My Checklist for Small Cap Stocks
Updated: Apr 22
“No wise pilot, no matter how great his talent and experience, fails to use his checklist.” — Charlie Munger
Allow me to highlight the importance of having a checklist before I share with you my checklist for small cap stocks.
Let's say you're in the market for a new home. You approach a real estate agent with a simple request to purchase a property. But, when asked about your specific preferences, such as budget, size, and location, you draw a blank and admit to having no idea what you're looking for.
While this scenario may seem unlikely, it's safe to say that most homebuyers have at least some basic criteria in mind before beginning their search.
Similarly, a checklist is important to guide where and what to look for. Checklist helps you stay focused, avoid hasty decisions, and make informed choices.
“We are not built for discipline, we are built for novelty and excitement, not for careful attention to detail. Discipline is something we have to work at.” — Atul Gawande
1. Market Cap <$300M
I generally prefer a market cap of less than $300 million. Because these companies are not yet well-known to most investors and there is usually no institutional ownership. I feel this is an opportunity for me to get a share of the company before it manifests in the investment universe.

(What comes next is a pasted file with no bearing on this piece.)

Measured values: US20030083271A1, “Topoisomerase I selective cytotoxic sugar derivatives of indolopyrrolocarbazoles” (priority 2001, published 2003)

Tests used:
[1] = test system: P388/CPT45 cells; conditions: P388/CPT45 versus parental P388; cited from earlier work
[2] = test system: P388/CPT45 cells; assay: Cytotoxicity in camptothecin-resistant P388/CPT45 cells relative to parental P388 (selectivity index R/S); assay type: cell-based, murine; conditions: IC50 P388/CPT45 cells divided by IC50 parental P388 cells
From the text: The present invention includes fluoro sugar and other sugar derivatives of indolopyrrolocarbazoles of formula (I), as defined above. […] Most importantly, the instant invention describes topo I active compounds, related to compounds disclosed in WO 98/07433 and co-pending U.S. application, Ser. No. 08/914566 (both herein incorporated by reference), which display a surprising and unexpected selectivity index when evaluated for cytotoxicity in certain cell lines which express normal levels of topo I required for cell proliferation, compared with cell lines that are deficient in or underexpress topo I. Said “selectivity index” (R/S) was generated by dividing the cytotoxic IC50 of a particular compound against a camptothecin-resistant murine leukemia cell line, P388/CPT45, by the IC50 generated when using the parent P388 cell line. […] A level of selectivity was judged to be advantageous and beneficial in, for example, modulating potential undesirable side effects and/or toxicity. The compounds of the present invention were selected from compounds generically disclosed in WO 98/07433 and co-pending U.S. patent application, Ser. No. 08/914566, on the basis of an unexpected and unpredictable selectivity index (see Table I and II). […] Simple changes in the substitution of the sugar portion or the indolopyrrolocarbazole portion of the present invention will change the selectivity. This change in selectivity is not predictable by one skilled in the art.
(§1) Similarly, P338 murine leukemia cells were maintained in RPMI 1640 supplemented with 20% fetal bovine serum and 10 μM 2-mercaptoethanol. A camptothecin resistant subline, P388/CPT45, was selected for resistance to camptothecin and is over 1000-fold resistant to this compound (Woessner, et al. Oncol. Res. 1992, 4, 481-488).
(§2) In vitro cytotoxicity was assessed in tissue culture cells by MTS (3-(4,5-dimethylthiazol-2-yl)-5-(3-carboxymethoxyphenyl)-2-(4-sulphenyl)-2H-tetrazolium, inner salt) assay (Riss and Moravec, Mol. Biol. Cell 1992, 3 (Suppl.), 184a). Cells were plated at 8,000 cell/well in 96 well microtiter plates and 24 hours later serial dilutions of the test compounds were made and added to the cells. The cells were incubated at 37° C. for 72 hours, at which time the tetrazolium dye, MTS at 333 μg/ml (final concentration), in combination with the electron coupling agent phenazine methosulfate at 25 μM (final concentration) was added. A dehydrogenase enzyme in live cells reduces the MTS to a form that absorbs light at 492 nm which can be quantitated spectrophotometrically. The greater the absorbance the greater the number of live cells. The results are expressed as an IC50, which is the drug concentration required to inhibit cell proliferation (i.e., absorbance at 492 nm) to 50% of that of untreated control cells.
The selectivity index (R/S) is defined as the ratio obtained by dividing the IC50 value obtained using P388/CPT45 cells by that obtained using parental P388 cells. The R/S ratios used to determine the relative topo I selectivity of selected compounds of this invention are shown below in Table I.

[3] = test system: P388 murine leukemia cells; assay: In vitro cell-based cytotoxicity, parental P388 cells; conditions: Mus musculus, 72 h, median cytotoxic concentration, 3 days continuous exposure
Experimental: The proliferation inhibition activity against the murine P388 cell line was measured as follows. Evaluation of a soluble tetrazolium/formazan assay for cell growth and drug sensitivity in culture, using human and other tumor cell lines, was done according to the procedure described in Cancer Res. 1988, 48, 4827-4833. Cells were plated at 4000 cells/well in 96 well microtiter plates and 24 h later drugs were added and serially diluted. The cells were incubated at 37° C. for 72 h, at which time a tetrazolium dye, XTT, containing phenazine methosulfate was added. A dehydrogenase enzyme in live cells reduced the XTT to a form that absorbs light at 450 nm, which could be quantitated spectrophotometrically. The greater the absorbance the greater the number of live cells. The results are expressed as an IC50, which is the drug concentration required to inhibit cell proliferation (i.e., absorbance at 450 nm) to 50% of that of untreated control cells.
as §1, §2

2. Revenue Growth - ideally more than 20%
I want to see a track record of revenue growth for at least a few quarters or years. Consistent growth is an indication of increasing market share and demand for the company's products or services.
3. High Gross Margins
A high gross margin indicates that the company is able to maintain a healthy profit after accounting for the cost of goods sold. High gross margins can be an indication of a competitive advantage or a unique value proposition that allows the company to charge premium prices.
4. Healthy Balance Sheet
A strong balance sheet, with enough cash and little to no debt, can ensure that the company can weather economic downturns and take advantage of growth opportunities.
5. Positive Operating Cash Flow
I only invest in companies after they have started generating cash from its core operations. This can be an indication of sustainable growth and financial stability.
6. Insider Ownership - more than 20%.
I don't want the CEO to run the company solely for a salary. I want the person who is running the company to be fully committed to its success. I want our interests to be aligned. A high level of insider ownership can also be an indication of confidence in the company's future prospects.
I prefer companies trading not more than 5 times its Gross Profit. Many investors base their valuations on EBITDA or EBIT or models like discounted cash flow but I think less than 5x Gross Profit provides a better margin of safety.
8, Easy to Understand Business
I am open to say no to any investment if I have difficulty understanding the company and its business model. A straightforward and easy-to-understand business is all I want.